St.Andrews Lunchtime Concert Series 2015
Te Kōkī New Zealand School of Music Saxophone Orchestra
Ryan Hall, Reuben Chin (soprano sax)
Genevieve Davidson, Laura Brown (alto sax)
Giles Reid, Elizabeth Hocking, Nick Walshe (tenor sax)
Graham Hanify, Kim Hunter, Simon Brew (Baritone sax)
Director – Debbie Rawson
ASTOR PIAZZOLLA – Tango Suite for Saxophone Quartet
ROGER MAY – Sax Circus for Saxophone Orchestra
PHILIP BUTTALL – Eclogue for Saxophone Orchestra
ANTONIN DVORAK (arr. Doug. O’Connor)
St.Andrew’s on-the-Terrace, Wellington
Wednesday 27th May 2015
There’s more “classical” music written for the saxophone than you might think exists – after all the instrument has been around since 1846, and as such is more “established ” than its twentieth-century prominence in jazz might suggest. Still, there remains an “exoticism” about the instrurment’s particular sound for classically-attuned ears such as mine(!), and one which I find particularly exciting whenever I hear it, be it solo, in a chamber ensemble or in an orchestral context.
So, I found myself looking forward to the NZ School of Music’s Saxophone Orchestra presentation at St.Andrew’s. I wasn’t REALLY expecting to hear my favourite pieces for the instrument, Eric Coates’s Saxo-Rhapsody, and the opening movement of Sergei Rachmaninov’s Symphonic Dances, with its haunting middle section “owned” by the instrument – both, after all, have orchestral accompaniment. But I was hoping for something comparably luscious, albeit on a smaller scale.
The concert began with Astor Piazzolla’s Tango Suite, played by a sax quartet, two movements of Latin “soul”, at the outset with lovely, distinctive timbres, particularly the lower echelons – a gentle melancholy, wistful in character, the music embroiled in what sounded like some private emotion. The players balanced everything beautifully, allowing the middle voices their easeful, engaging trajectories, the phrasings never having to be forced or over-cooked to make the music’s point.
Though hearing Debbie Rawson’s spoken introductions was a difficulty in the venue with a microphone that was a “sometimes thing”, I did register the programmme rearrangement from what was printed – so that we got Roger May’s madcap Sax Circus next, three additional players appearing like Cheshire Cats for the performance, and immediately making their mark with a kind of jolly circus opening to the music.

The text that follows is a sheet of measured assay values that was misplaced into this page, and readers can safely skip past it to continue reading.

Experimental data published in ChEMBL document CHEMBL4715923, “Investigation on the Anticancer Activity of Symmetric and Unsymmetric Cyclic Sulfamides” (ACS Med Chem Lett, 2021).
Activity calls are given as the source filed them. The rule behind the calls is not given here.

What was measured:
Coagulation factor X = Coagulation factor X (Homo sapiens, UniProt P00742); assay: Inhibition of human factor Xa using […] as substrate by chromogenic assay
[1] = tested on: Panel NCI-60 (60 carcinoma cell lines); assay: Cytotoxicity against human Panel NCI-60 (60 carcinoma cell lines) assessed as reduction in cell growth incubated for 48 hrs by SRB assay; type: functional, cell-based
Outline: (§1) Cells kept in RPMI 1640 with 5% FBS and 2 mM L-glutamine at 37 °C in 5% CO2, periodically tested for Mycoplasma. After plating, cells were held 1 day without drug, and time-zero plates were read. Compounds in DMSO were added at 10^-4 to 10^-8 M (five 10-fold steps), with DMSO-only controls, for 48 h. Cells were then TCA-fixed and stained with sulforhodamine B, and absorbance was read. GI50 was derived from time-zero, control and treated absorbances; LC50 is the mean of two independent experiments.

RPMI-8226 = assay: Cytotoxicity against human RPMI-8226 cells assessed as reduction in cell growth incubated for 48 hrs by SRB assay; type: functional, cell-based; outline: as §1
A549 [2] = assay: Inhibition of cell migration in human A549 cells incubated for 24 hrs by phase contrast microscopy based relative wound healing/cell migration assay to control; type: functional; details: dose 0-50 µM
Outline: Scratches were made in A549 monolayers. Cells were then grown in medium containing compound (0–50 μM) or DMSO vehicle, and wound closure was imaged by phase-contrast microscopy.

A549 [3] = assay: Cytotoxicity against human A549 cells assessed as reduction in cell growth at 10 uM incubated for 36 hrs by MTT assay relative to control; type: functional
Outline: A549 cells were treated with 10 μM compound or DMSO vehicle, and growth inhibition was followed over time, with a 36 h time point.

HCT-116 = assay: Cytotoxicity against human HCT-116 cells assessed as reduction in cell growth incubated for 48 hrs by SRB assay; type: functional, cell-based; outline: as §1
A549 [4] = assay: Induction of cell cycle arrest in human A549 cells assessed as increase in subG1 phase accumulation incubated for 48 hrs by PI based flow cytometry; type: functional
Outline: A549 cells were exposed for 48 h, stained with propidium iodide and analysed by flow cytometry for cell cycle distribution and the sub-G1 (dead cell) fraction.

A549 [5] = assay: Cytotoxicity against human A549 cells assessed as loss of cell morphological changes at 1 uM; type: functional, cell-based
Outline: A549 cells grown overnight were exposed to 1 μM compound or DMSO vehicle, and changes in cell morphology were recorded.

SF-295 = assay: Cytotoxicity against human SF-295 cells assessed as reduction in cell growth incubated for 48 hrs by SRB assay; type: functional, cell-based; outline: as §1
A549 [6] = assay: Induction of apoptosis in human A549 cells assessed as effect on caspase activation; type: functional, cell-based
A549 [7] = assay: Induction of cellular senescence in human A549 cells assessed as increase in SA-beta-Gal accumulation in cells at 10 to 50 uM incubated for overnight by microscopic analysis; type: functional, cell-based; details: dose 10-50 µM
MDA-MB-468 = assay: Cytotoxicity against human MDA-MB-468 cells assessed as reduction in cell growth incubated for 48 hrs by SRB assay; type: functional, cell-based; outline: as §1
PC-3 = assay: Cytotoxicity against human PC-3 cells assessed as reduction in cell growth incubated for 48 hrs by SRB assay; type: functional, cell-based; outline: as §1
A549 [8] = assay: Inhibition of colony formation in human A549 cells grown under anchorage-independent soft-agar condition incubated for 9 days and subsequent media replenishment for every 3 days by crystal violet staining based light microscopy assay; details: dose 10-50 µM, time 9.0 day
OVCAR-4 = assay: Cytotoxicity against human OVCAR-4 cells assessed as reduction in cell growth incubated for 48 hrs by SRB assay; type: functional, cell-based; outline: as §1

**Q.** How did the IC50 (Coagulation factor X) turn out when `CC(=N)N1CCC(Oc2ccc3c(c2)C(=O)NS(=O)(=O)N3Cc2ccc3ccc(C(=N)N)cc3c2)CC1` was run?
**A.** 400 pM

Enormous fun was generated on both sides of the performer/listener divide, poking huge holes in the gauze through which the sounds galloped and romped and our appreciation (I’m sure) registered. Our popcorn was forgotten as we were regaled by a baritone sax kick-starting a rumbustious gallop, which divertingly morphed into subsidiary episodes, as far-removed as elephantine ploddings, but returned us to the energies of the opening by the end.
Philip Buttall’s Eclogue restored our sonic equilibriums with the piece’s patiently-unfolding, almost ceremonial tapestries of sound, giving the soprano sax the melody atop beautifully-balanced osmotic harmonies. Then it was the alto saxes’ turn with the tune, as the sopranos counterpointed with high-wire variants – all very beautiful and deeply-felt.
To conclude the programme came an arrangement of the Dvorak Serenade for Winds, the work of somebody called Doug O’Connor – and even more players turned up for this item! So it was a very merry company indeed, which began the work, led by Debbie Rawson, the opening Tempo di Marcia barely able to contain itself in the excitement of the occasion. Amid all the thrusting energies I did feel it all needed a bit more “Moderato”, as something of the music’s bucolic swagger was sacrificed at such an insistent tempo. With the movement’s coda came the breadth that I was hanging out for, a glow settling over the playing, the musicians given the elbow-room to voice their phrases beautifully, right to the end.
The following Minuetto had all the grace and charm necessary for the music to bloom, the ensemble creating some lovely colours, and beautifully droll accompaniments, readily evoking the dance – but wow! – at what a lick the music’s “trio” section was taken! – hats off to the players for managing their notes without falling off the musical tightrope! Exciting, but for me just a bit of a blur, more breathless than truly exhilarating – to my mind relying a little too much on sheer speed rather than rhythmic “pointing” to be truly delicious!
This arrangement having omitted the original work’s Andante con moto movement, the players went straight into the Allegro molto finale – here most thankfully not rushed off its feet, but at a tempo that gave the players time to articulate their phrases with a sense of fun, rather than sheer desperation – the main tune was jolly and rumbustiously delivered, and the “gurgling” accompaniments were a delight! I was reminded of the story I heard of a wind player’s remark about playing Ravel’s Daphnis et Chloe, that “you just waggle your fingers and hope for the best!”. But these young players seemed to have no such fears, so exuberant and whole-hearted were their own finger-wagglings!
Dvorak’s marvellous finale has as well, of course, a delicious accelerando passage, a quasi-pompous return to the work’s opening, and an exciting coda, complete with stirring fanfares, all of which were delivered with great élan. So, it was pretty wonderful stuff from the ensemble, the student musicians having obviously, from this showing, been expertly schooled, and thus made ready to take their instruments and make a great and pleasing noise in the world.